Certain presidencies tend to become symbols of generational change, sometimes deliberately. In his 1961 inaugural address John F. Kennedy proclaimed himself the standard-bearer of “a new generation of Americans, born in this century.” Jimmy Carter and George H.W. Bush, born in the same year (1924), represented the tail end of the Greatest Generation, those who fought and won World War II. Poppy’s successor, Bill Clinton, was famously the first baby-boom president, and brought with him a baby-boom veep.
Meditating on this history, Peter Beinart notes that the first post–baby-boom generation, the so-called Generation X (those born from 1965 through 1980), appears to be in danger of not having a president at all. He suggests that Gen-Xers are prisoners of a politics shaped by baby-boomers that is no longer relevant, particularly to the millennials who are already succeeding them in high political office.
But Beinart’s argument raises an interesting collateral question about the big generational change we thought was happening 12 years ago, which proved to be a false dawn of a new era: the rise to the presidency of Barack Obama, a late boomer who, in every important way, reflected the sensibilities and experiences of post–baby-boomers.
My colleague Andrew Sullivan brilliantly captured an emerging theory about Obama in 2007:
Obama’s candidacy in this sense is a potentially transformational one. Unlike any of the other candidates, he could take America — finally — past the debilitating, self-perpetuating family quarrel of the Baby Boom generation that has long engulfed all of us …
At its best, the Obama candidacy is about ending a war — not so much the war in Iraq, which now has a momentum that will propel the occupation into the next decade — but the war within America that has prevailed since Vietnam and that shows dangerous signs of intensifying, a nonviolent civil war that has crippled America at the very time the world needs it most. It is a war about war — and about culture and about religion and about race. And in that war, Obama — and Obama alone — offers the possibility of a truce.
Many of us harbored this or similar beliefs about Obama then and right through his first days in office — but not much longer than that. As we now know, the cultural and political wars of the baby-boom generation continued, and in many particulars, intensified. We are now living in an era dominated by the latest baby-boom president, one who has skillfully manipulated divisions that appeared long ago — divisions that festered in the toxic atmosphere of the Great Recession that Obama inherited. But since the entire Western world is struggling with similar tensions, it’s hard to blame it simply on Trump — or on Obama, for that matter.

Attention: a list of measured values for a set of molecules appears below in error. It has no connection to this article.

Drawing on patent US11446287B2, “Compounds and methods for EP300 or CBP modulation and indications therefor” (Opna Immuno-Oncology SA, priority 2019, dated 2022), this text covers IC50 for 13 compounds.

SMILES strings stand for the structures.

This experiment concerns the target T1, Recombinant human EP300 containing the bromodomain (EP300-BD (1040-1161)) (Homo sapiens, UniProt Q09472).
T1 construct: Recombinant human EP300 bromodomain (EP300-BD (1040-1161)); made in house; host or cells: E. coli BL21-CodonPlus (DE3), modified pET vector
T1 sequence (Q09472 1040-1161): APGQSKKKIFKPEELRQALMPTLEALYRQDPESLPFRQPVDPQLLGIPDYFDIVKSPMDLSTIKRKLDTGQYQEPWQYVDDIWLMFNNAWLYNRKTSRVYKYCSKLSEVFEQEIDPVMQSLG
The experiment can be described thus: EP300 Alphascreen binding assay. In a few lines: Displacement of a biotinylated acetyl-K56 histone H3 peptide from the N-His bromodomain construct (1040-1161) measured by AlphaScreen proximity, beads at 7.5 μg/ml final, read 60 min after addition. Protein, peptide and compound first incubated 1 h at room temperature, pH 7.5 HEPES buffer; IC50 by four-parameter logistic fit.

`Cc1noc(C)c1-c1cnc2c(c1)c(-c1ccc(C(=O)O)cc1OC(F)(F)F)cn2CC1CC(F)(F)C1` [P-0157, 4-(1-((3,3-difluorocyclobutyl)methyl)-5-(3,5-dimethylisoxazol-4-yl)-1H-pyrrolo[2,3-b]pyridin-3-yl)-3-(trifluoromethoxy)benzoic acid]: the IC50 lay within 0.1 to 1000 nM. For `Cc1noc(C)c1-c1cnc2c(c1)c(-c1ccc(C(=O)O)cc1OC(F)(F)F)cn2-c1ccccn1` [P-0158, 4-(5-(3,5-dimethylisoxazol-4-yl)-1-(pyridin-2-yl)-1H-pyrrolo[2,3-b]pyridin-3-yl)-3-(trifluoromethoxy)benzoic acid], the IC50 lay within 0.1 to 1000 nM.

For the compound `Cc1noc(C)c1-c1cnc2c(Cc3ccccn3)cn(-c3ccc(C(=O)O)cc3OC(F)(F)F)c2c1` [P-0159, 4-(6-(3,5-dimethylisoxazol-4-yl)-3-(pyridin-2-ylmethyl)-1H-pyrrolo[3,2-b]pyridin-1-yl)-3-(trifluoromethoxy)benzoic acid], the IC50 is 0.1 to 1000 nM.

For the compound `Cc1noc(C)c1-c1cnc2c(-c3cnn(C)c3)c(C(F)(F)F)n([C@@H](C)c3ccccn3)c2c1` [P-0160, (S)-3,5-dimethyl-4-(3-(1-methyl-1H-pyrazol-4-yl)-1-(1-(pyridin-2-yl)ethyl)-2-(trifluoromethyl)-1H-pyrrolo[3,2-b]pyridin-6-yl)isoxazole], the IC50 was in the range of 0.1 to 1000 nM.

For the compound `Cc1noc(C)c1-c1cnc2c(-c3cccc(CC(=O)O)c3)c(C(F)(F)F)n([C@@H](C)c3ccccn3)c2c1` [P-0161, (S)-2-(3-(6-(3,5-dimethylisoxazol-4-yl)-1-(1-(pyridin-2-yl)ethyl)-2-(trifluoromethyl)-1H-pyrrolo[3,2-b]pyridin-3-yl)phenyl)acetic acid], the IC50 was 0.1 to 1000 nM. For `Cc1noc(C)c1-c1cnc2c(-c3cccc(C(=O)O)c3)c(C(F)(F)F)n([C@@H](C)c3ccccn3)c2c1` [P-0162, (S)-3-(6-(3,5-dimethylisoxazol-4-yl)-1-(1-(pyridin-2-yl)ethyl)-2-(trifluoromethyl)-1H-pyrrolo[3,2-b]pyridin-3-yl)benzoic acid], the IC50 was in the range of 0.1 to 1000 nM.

As Beinart notes, the country moved backward in more than one respect with Trump’s ascension to the White House: “Rather than choose a generational successor, America elected a candidate 15 years older than the president he replaced, the largest such jump in American history.” But from a generational point of view, the retrogression is continuing. The odds are high that in 2020 the presidential general election will pit early baby-boomer Trump against either another early baby-boomer (Elizabeth Warren, born in 1949), or someone representing the pre–baby-boom Silent Generation (Joe Biden, born in 1942, or Bernie Sanders, born in 1941).
Indeed, if Obama could somehow come back and run for president again 12 years after his supposed generational breakthrough, he’d be only the fifth oldest candidate on that stage in Houston tonight. For that matter, if boomer pioneer Bill Clinton could run again 28 years after his election as president, he’d be younger than Trump, Biden, and Sanders.
As a baby-boomer myself, it’s nice to have so many presidential candidates around who remember the Kennedy and MLK assassinations, the first moon landing, and Woodstock. But it’s kind of ridiculous that we can all look at two of the three Democratic front-runners and say: “When is that generation finally moving on?”